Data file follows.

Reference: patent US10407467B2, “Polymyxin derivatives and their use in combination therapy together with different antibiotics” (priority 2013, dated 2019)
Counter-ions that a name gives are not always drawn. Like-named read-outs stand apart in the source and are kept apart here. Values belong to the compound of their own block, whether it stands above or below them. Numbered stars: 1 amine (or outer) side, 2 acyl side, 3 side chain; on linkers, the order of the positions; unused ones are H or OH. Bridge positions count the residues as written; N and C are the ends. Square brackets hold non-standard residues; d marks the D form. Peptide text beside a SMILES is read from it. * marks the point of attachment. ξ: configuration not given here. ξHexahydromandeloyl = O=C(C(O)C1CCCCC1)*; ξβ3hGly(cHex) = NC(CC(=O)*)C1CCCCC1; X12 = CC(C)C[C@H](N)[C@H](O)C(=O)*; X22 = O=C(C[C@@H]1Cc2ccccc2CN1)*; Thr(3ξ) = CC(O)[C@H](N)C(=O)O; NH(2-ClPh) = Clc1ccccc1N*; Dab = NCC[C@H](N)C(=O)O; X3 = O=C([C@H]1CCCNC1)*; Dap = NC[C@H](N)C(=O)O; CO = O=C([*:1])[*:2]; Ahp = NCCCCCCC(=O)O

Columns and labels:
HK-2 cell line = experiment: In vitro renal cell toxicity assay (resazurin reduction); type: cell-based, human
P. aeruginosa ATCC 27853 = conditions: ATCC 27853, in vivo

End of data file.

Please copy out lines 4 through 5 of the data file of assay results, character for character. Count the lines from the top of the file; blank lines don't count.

HK-2 cell line = experiment: In vitro renal cell toxicity assay (resazurin reduction); type: cell-based, human
P. aeruginosa ATCC 27853 = conditions: ATCC 27853, in vivo